Are You Leaving Yourself Exposed To Unnecessary Penalties?


Because taxation is a largely overlook aspect of business there are a range of areas where business make costly error in their accounts and procedures. Here are some of the common tax mistakes that you need to look closer at for your business.



  • VAT on all sales is charged at the correct rate to customers;
  • Intrastat forms (from 2010) must be correctly completed in respect of goods and/or services supplied/received cross-border;
  • AT is only reclaimed on ‘allowable’ items and based on proper VAT invoices from suppliers;
  • All relevant VAT reliefs have been availed of and cash- flow saving opportunities have not been missed.



  • Staff are rewarded in a tax-efficient way maximising the use of any relevant allowances and reliefs available.
  • All payroll calculations are correct including PRSI, Pension Deductions and Universal Social Charge (USC);
  • There are no individuals being paid gross (on receipt of an invoice) where payroll should be operated;
  • There are no benefits whatsoever being provided to staff/directors which should be subject to PAYE, but are not being included in the calculations;
  • Amounts reimbursed to staff for expenses incurred (e.g. mileage etc) are correctly calculated in accordance with Revenue rules.


Tax legislation is constantly changing and this brings both risks and opportunities.  Revenue is always under pressure to ensure that the correct amount of tax is collected each year and have significant powers to review a taxpayer’s affairs. Many businesses engage tax advisers regarding large one-off transactions as there are usually a number of tax implications associated with such transactions. However, risks also present themselves in every-day trading scenarios. This is where tax mistakes are made.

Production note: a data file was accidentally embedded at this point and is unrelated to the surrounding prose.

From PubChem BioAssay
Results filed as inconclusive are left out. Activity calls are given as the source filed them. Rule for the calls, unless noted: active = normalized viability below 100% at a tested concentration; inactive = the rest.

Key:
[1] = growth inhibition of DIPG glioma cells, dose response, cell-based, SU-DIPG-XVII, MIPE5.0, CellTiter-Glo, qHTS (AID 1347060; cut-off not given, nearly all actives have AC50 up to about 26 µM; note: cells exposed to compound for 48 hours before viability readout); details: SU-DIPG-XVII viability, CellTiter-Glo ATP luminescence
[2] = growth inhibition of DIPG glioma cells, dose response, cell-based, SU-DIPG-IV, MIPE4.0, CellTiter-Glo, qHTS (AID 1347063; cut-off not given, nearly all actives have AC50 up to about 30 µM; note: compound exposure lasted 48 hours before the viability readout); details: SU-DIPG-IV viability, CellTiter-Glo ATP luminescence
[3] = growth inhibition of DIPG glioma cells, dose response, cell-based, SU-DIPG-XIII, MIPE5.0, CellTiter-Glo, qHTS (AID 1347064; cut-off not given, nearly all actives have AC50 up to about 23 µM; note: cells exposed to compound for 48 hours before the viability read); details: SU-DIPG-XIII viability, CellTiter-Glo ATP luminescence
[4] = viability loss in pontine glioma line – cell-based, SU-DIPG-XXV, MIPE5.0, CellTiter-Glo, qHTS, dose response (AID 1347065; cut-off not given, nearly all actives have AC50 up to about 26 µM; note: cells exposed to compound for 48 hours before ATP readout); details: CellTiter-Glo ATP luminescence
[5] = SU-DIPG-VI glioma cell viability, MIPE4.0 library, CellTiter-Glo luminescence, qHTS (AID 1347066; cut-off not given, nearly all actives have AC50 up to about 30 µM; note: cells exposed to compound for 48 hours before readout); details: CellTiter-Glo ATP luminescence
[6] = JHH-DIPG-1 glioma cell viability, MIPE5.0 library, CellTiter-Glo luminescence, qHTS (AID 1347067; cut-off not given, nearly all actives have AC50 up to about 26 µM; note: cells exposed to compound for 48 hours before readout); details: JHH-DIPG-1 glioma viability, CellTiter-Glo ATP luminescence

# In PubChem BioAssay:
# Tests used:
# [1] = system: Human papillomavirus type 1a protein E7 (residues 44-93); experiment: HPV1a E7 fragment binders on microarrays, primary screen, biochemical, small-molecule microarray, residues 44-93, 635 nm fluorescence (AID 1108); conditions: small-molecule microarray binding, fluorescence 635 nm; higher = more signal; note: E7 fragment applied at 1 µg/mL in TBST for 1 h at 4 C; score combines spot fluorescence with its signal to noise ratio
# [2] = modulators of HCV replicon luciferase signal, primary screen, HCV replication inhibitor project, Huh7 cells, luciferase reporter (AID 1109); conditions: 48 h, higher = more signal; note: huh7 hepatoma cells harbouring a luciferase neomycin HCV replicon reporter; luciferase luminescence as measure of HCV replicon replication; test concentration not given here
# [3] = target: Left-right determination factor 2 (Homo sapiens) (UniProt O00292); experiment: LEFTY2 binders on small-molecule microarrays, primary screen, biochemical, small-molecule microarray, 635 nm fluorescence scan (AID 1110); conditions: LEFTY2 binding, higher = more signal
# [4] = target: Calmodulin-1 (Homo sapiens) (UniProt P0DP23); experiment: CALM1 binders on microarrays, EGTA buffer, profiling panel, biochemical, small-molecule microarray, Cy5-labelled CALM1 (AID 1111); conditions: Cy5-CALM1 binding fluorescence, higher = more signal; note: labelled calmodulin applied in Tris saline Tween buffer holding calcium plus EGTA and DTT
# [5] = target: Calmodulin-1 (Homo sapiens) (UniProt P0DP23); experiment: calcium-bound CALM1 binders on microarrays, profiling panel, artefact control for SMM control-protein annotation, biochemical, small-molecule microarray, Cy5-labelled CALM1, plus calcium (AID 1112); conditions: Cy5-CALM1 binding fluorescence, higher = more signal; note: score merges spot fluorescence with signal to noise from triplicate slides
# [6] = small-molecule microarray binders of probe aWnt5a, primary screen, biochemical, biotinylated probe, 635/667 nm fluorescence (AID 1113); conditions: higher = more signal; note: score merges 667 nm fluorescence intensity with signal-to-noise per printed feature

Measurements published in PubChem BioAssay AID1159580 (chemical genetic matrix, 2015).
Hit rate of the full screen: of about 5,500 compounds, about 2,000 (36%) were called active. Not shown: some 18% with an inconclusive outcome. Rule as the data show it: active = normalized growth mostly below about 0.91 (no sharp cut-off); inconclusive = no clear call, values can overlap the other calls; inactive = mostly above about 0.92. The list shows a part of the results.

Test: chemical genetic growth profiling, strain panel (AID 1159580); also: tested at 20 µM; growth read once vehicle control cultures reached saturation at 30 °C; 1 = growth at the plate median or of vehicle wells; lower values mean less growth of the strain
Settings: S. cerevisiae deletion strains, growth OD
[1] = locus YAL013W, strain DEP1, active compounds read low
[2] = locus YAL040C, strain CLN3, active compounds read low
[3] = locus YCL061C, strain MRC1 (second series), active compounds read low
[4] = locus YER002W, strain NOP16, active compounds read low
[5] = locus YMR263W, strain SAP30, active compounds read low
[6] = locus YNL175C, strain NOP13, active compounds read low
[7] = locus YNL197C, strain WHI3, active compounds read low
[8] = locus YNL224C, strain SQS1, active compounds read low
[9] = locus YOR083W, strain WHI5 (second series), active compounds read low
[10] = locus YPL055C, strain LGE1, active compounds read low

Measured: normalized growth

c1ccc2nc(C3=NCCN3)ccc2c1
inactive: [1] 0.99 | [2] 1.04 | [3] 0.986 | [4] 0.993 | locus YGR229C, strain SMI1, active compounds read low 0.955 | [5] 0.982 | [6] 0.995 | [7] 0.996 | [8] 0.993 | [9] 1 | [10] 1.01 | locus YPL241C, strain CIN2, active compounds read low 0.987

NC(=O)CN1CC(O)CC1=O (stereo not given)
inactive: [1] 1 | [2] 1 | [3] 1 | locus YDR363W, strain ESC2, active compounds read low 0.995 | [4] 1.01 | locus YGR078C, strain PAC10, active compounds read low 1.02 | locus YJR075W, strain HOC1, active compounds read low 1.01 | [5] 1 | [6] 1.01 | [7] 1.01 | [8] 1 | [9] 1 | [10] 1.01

It is for this reason that Revenue audits quite often focus on fiduciary taxes, such as VAT and PAYE. These are the areas where even minor errors can build into substantial liabilities because mistakes made in VAT and PAYE tend to be repeated. VAT and personal tax rates are also much higher than corporate rates. For these reasons, an increasing number of businesses are reviewing these two particular tax areas more regularly.


Similarly with payroll calculations, the annual statutory audit will confirm that the amounts included in the monthly P30s and the annual P35 were paid to Revenue but there will be no check that these amounts are correct in the first place. For example, if employees have company cars, or the benefit of free gym membership, the amount of PAYE paid to Revenue may be significantly less that it should be but the annual audit will not detect such issues. The annual audit will also not identify individuals who are not on the payroll for which there may be payroll obligations.


What Penalties Are There For Non Compliance?


As with any fine or penalty for not being duly diligent the consequences for tax mistakes or ignorance can be very unpleasant! Below are some of the stings that can hit your pocket!


Failure to keep proper PAYE/VAT records       €4,000

Failure to issue proper VAT invoices                €4,000